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How taking a proactive approach to pricing could protect your bottom line

Is taking a good hard look at the way your organisation prices its products and services one of the many items on your end-of-year To Do list?

The bulk of Australian business leaders will likely answer in the affirmative but definitions of what a good hard look comprises are likely to vary considerably.

For many enterprises, it may simply consist of examining the cost of their inputs – increasing across the board at a healthy clip in today’s inflationary times – and hiking up prices accordingly, to as high a point as they believe their customers will bear. 

Rinse and repeat at regular intervals and you have what can pass as a pricing strategy.

If this sounds like the way things roll in your business then rest assured, you are far from alone. 

Reacting to the market

Historically, reactive approaches to pricing were very much the order of the day. Businesses reviewed their costs and prices at regular intervals and when they reached inflexion points – think mergers and acquisitions, new product launches or the arrival of a competitor determined to capture market share by sharpening their pencil – and for the rest of the time it was business as usual.

The trouble is, in today’s dynamic commercial landscape, this modus operandi will no longer serve your organisation well.

That’s because the way businesses and consumers want to purchase and consume products and services is evolving rapidly. Suppliers need to evolve apace; anticipating those changing demands and adapting their offerings and pricing strategies to ensure that whatever it is they’re selling is exactly what people want to buy.

Consumption based pricing and subscription sales

The exploding popularity of the sharing economy, for example, has demonstrated that paying to access or use products and services can be just as good, if not better, than owning them outright.

Hence, we’re seeing long established, traditional businesses experimenting with the sort of subscription and consumption-based revenue models which have long been the norm in the utility, telco and cloud software sectors.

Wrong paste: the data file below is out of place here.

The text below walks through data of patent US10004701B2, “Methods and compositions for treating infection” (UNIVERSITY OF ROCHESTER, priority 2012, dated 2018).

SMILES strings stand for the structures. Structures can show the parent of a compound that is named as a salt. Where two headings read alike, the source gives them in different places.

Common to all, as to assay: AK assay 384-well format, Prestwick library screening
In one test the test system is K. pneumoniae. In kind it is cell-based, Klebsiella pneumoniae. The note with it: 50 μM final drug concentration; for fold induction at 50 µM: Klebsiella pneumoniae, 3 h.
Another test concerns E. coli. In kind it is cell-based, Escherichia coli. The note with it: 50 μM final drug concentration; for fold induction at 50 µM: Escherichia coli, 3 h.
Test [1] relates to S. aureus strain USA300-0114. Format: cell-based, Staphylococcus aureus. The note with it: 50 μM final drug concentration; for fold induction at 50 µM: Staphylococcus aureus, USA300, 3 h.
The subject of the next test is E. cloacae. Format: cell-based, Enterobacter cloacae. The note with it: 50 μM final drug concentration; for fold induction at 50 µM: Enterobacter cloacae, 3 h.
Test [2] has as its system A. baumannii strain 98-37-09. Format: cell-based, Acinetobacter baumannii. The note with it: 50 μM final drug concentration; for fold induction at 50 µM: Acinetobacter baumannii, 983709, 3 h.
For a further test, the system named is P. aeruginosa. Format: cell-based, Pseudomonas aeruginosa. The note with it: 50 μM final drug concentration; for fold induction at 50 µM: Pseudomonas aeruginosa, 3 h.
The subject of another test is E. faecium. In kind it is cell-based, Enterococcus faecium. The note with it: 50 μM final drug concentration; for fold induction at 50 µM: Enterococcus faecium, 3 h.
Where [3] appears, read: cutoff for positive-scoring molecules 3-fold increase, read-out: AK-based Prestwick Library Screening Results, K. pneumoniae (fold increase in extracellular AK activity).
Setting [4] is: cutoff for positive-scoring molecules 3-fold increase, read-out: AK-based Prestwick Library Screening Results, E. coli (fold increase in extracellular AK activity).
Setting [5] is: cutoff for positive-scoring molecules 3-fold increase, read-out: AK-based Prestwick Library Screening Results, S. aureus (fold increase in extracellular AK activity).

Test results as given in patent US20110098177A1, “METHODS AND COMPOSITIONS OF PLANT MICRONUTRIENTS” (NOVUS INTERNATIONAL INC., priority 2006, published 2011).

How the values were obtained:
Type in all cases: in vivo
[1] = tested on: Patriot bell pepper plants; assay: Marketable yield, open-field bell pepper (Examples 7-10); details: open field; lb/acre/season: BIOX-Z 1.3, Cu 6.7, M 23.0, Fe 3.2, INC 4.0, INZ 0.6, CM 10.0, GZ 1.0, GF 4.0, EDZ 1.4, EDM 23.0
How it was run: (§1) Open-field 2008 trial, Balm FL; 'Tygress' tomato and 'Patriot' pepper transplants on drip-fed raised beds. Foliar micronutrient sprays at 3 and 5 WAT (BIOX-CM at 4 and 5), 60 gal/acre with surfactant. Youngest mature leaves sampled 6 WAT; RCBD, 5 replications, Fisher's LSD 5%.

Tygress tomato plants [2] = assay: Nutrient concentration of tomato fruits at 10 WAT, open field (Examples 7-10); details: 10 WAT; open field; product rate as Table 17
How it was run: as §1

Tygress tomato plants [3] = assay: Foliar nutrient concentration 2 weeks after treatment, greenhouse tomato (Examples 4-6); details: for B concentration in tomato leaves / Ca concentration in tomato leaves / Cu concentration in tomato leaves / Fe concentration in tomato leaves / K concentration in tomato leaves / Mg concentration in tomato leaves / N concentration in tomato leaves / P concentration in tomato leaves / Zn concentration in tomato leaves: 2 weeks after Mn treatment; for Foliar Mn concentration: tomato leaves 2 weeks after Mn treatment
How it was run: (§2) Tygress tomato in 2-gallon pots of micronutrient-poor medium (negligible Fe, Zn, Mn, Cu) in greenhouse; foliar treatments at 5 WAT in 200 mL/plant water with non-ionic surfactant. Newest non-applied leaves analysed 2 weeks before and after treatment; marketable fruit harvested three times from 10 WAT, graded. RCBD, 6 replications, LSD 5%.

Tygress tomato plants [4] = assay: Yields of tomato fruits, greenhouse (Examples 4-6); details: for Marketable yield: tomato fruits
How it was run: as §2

They include manufacturers of big ticket medical devices and suppliers of heavy equipment like John Deere, the iconic US tractor manufacturer. Several years ago, the latter identified an opportunity to shake up the agriculture industry with a range of subscription and sharing initiatives.

In the challenging economic times we’re currently experiencing, it’s a model that can hold especial appeal for customers of all stripes, courtesy of the fact it enables them to eschew large capital outlays in favour of only paying for what they use or need.

Preparing to pivot

Regularly evaluating your revenue model and pricing strategy will help ensure your business isn’t caught on the hop by customers’ changing preferences. 

Taking a data driven approach is the smartest way to proceed. Using data analytics tools to investigate purchasing and payment patterns, and market research to flesh those figures out into a fulsome picture, will ensure your leadership team is alive to the way the market is evolving.

Armed with those insights, you’ll be ready to pivot to a new revenue model, or models, at precisely the moment it makes sense to do so.

Tools to support every type of pricing model

That’s always providing you have revenue management technology in place that enables you to bill customers promptly and accurately for the products and services they acquire or access, however they happen to acquire or access them.

We’re talking cloud-based revenue management software – the killer app in your ICT stack. Smartly implemented, it will swiftly prove to be critical digital infrastructure; enabling technology that offers comprehensive quote-to-cash support for whatever pricing model, or models, you decide to pursue.

And if you invest in a revenue management platform that connects seamlessly with your CRM software, you’ll be able to monitor the popularity of your pricing model and generate actionable insights that can be used to modify your offering for maximum customer appeal.

Striving for a stronger future 

The upcoming year will be a challenging one for Australian businesses, as inflation and rising interest rates continue to impact on demand and margins. 

For those aiming to survive and thrive, maintaining a fit for purpose pricing strategy will be essential and being able to adapt it quickly and easily, critical. 

With the right revenue management platform in place, you’ll be well placed to do both. If profitability and growth are priorities for your business in 2024, it’s likely to prove an essential investment.

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Carl Warwick

Carl Warwick

Carl Warwick is Regional Sales Director APAC and Japan for BillingPlatform, an agile, cloud-based revenue management platform which gives enterprises the freedom to monetise and deliver products and services that result in growth and competitive differentiation. He joined the company in 2021 and has more than 20 years of sales, business development and account management in the IT industry having previously worked for organisations including Zuora, NetSuite and Network Associates.

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